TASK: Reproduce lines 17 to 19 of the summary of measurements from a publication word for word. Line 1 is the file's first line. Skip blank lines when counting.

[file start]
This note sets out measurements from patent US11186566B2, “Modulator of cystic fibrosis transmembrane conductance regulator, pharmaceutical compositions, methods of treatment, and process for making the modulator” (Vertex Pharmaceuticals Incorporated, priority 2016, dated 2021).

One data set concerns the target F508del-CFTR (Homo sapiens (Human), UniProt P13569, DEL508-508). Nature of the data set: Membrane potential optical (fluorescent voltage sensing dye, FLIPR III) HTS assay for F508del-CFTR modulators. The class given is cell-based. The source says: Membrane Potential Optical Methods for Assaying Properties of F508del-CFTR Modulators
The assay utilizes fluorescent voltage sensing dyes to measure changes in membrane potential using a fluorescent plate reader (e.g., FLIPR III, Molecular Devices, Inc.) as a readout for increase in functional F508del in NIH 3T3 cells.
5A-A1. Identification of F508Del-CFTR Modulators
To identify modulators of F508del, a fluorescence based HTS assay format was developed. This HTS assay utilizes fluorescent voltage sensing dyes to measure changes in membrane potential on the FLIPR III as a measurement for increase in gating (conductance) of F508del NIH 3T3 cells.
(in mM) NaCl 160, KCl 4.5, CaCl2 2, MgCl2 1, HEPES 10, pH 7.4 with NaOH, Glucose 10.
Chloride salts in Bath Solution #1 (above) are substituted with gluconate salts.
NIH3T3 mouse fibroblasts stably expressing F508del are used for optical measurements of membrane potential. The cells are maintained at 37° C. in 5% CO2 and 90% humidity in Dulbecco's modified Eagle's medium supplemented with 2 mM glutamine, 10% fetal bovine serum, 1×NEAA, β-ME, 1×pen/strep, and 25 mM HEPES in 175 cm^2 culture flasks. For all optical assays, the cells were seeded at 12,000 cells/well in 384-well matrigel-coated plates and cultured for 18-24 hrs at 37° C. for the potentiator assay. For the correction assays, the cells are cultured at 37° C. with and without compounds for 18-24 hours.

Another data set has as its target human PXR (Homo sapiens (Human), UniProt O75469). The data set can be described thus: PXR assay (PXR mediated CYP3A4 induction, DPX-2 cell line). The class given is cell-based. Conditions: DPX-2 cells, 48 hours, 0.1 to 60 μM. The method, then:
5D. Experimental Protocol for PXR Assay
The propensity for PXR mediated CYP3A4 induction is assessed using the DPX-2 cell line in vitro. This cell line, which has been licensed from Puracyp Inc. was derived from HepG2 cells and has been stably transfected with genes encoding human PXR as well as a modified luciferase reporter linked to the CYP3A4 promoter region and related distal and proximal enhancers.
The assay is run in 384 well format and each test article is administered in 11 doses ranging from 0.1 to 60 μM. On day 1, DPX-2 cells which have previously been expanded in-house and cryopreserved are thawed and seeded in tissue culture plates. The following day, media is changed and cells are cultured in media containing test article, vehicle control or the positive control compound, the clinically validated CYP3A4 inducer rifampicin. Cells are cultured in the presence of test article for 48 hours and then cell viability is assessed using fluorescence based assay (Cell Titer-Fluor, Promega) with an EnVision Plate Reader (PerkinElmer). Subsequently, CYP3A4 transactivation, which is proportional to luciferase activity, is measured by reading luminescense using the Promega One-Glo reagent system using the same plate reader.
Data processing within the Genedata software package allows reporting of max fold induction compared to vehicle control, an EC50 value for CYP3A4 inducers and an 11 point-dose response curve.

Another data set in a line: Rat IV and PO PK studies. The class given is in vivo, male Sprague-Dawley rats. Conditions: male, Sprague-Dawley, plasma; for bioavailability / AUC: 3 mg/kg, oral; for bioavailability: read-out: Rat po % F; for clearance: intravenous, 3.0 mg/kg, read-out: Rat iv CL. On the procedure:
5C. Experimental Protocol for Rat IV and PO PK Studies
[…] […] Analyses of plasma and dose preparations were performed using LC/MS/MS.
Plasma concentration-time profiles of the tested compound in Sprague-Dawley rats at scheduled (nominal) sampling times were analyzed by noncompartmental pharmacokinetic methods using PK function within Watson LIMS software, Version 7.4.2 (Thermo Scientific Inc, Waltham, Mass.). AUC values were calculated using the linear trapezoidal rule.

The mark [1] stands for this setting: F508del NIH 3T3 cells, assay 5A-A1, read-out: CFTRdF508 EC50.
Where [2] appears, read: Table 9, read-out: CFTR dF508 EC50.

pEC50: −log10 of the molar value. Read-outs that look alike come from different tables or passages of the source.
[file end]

Plasma concentration-time profiles of the tested compound in Sprague-Dawley rats at scheduled (nominal) sampling times were analyzed by noncompartmental pharmacokinetic methods using PK function within Watson LIMS software, Version 7.4.2 (Thermo Scientific Inc, Waltham, Mass.). AUC values were calculated using the linear trapezoidal rule.

The mark [1] stands for this setting: F508del NIH 3T3 cells, assay 5A-A1, read-out: CFTRdF508 EC50.
Where [2] appears, read: Table 9, read-out: CFTR dF508 EC50.